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Unity 5 and Unreal

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As many of you know I have a fair amount of experience with Unity3d, but it isn't my favorite.  I'm not exactly sure what my hangups with Unity are.  Maybe it's that it is too closed off with source code access costing a fortune.  Maybe it's that there are a lot of crummy developers that use it.  When I say "crummy" I'm referring to a lot of those freemium phone games you see.  Maybe it's that the engine seems to be designed for mobile first, so a lot of the technology demos are underwhelming.  Still, Unity is easy to get in to and has a huge community that turns out tons of good tutorials.

I used to have a gripe about the pricing scheme of Unity, but the latest release fixes those issues and makes the personal edition truly free.  Sure any game you make is an advertisment for Unity -- since you can't change the splash screens, but that's not so bad.  Unity 5 also boosts the power significantly with new shaders and lighting.

But it still pales in comparison to Unreal Engine.

I've probably spent some 40 hours in Unreal and I love it.  If you're expecting to switch from Unity to Unreal overnight, you'll be out of luck.  Unreal has a steep learning curve and outside of the official documentation tutorials are harder to find than Unity's.  That said, the official tutorials are fantastic and in a couple of hours will have you building some very nice looking mini-games.  There is also no shortage of example projects to pick apart, and believe me, you'll need them.  Unreal has an unreally steep learning curve.  While Unity classes all derive from MonoBehavior, Unreal classes will derive from a variety of classes -- Pawns, Actors, Characters, HUDs, etc.  It's clear that the engine was built for FPS games originally and while it is certainly far beyond that now you might find yourself digging into the old FPS namescheme.

Coding in Unreal comes in two flavors -- C++ and Visual Blueprints.  C++ is a compiled language, and if you've only done scripting or C# there is a lot to learn.  C++ provides power and speed, but all that power makes it very easy to shoot yourself in the foot.  You'll need to be aware of pointers, references, and header files -- all of which are managed for you in other languages.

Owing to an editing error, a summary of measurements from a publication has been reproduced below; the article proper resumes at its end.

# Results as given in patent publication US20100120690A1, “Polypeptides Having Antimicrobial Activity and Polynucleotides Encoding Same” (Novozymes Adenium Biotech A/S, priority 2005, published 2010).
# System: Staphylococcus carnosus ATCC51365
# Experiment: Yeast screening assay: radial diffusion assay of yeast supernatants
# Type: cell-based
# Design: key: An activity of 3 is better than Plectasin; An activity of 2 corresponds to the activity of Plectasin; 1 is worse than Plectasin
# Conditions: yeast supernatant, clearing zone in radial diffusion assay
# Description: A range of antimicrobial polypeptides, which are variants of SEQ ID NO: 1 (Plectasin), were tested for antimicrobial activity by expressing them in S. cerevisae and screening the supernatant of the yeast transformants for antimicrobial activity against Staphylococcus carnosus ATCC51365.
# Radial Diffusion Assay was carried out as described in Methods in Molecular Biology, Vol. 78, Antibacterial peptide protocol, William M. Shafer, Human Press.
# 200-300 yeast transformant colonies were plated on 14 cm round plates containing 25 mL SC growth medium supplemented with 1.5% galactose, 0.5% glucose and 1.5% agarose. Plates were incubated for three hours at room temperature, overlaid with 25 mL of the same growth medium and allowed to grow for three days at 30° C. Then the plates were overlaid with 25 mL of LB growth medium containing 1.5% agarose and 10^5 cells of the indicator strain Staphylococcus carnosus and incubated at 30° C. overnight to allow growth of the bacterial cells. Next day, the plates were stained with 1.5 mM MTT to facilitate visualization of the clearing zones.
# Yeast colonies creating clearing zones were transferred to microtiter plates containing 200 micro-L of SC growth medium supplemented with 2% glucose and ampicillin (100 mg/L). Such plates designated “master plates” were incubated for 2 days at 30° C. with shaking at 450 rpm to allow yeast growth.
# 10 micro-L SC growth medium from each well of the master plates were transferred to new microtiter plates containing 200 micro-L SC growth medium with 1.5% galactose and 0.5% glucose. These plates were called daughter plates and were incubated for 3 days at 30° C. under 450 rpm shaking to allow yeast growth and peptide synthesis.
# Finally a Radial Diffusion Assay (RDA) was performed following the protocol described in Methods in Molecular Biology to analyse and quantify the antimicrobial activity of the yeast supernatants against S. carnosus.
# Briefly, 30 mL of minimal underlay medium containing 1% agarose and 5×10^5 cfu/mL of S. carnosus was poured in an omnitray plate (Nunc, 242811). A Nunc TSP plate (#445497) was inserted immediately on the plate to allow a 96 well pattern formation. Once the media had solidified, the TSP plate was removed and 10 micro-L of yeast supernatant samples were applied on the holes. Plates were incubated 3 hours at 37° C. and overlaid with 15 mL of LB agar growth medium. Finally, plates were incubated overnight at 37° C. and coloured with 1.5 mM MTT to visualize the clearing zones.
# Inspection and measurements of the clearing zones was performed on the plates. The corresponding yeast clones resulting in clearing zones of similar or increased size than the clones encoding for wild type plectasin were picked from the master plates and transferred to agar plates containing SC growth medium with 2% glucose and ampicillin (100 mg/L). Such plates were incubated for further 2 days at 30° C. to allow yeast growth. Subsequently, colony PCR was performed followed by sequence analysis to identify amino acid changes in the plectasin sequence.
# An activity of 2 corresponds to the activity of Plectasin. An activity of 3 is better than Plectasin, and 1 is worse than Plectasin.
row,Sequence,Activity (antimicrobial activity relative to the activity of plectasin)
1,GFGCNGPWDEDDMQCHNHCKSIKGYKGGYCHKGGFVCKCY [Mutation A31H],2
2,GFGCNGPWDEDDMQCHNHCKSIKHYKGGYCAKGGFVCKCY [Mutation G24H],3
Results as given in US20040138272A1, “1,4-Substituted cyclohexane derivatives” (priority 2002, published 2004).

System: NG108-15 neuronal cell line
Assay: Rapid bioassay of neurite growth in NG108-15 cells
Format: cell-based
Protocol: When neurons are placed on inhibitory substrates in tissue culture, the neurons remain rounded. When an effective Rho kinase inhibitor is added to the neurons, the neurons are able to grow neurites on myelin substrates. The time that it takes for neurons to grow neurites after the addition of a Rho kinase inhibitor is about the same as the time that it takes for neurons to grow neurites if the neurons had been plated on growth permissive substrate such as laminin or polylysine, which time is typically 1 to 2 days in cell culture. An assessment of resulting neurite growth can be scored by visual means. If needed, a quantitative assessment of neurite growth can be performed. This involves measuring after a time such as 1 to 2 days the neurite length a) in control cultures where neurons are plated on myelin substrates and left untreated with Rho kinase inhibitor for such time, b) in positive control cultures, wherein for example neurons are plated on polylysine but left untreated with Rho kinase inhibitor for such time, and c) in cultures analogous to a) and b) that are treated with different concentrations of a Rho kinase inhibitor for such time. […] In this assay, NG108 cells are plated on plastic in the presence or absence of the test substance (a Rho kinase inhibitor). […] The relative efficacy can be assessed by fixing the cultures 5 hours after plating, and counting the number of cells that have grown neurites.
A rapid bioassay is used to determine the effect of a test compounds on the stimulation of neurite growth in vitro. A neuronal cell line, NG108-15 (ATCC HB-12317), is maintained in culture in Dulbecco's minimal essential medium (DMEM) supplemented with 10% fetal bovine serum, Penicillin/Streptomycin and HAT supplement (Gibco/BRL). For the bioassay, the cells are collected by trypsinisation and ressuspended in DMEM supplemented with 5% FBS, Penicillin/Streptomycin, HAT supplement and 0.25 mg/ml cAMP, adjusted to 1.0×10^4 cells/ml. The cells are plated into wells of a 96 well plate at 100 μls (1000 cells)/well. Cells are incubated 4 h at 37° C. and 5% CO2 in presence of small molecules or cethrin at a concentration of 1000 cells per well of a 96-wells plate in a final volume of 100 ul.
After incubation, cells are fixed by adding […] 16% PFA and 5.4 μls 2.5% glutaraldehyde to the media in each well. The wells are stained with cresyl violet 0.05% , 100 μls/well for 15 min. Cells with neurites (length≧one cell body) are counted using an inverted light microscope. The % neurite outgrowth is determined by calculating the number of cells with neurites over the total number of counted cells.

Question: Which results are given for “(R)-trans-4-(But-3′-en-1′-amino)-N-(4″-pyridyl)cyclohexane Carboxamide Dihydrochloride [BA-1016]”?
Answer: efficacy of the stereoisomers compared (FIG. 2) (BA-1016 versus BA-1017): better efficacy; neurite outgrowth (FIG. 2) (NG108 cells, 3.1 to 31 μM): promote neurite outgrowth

Blueprints on the other hand are intended to be simple.  You can build game logic by dragging and dropping bits of code and building flowcharts of behavior.  Programmers have a lot of reservations about this kind of thing, but let me assure you that this is pretty low level dragging and dropping.  In one of the first tutorials I did we created a material that rendered sprites with various color and alpha adjustments on the fly.  This low-level access also means that Blueprints are not the "drag-and-drop your game" solution that some people thought.  Regardless, of the path you take there will be learning to do.

I haven't hit the best part of Unreal yet.  If you don't want to work in C++ or Blueprints you have another options.  The engine supports scripting of many, many kinds through 3rd party (and 1st party, actually) plugins.  You'll have to download the source code and build the engine with scripting in place though.

Which is the best part of Unreal!  It is open source!  I downloaded and built the engine a couple nights ago, and it is an awesome feeling to be able to watch progress on such a huge project and to contribute.

Unreal isn't completely free though.  If you make over $3,000 dollars a year from something you built with Unreal you have to pay royalties as part of their "you do well, we do well" program, but that feels like a fair tradeoff.